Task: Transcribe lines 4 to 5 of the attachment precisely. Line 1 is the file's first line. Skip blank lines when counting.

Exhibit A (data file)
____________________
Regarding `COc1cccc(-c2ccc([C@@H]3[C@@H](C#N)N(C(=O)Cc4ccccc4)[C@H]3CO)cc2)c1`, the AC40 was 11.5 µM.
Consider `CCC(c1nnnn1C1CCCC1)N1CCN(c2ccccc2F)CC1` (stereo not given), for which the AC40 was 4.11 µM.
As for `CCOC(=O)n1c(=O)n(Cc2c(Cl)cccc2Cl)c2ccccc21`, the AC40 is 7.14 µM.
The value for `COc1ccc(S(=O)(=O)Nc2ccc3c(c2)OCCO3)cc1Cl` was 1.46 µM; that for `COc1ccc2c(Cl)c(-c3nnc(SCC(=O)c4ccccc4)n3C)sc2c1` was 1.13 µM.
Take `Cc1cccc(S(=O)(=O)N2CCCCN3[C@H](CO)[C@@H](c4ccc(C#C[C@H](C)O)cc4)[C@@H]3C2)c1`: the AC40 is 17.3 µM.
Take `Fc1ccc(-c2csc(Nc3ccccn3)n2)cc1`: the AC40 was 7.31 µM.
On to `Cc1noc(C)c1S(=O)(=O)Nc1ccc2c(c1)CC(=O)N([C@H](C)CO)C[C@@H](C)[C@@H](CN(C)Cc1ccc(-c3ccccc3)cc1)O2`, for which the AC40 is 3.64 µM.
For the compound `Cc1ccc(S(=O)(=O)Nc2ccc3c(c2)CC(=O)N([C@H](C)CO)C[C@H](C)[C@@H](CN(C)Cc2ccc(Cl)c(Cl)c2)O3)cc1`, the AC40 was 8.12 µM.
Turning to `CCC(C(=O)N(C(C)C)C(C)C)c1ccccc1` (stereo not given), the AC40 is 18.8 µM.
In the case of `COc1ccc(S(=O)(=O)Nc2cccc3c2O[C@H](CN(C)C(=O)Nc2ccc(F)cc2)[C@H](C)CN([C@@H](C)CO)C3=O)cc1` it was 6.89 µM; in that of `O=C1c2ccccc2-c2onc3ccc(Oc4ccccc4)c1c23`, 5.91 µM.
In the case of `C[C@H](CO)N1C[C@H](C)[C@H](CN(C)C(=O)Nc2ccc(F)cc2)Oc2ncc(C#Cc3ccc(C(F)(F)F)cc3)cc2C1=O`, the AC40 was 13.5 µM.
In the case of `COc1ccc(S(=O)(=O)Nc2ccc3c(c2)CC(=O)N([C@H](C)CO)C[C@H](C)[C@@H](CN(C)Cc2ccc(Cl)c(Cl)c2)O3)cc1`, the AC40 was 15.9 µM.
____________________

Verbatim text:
The value for `COc1ccc(S(=O)(=O)Nc2ccc3c(c2)OCCO3)cc1Cl` was 1.46 µM; that for `COc1ccc2c(Cl)c(-c3nnc(SCC(=O)c4ccccc4)n3C)sc2c1` was 1.13 µM.
Take `Cc1cccc(S(=O)(=O)N2CCCCN3[C@H](CO)[C@@H](c4ccc(C#C[C@H](C)O)cc4)[C@@H]3C2)c1`: the AC40 is 17.3 µM.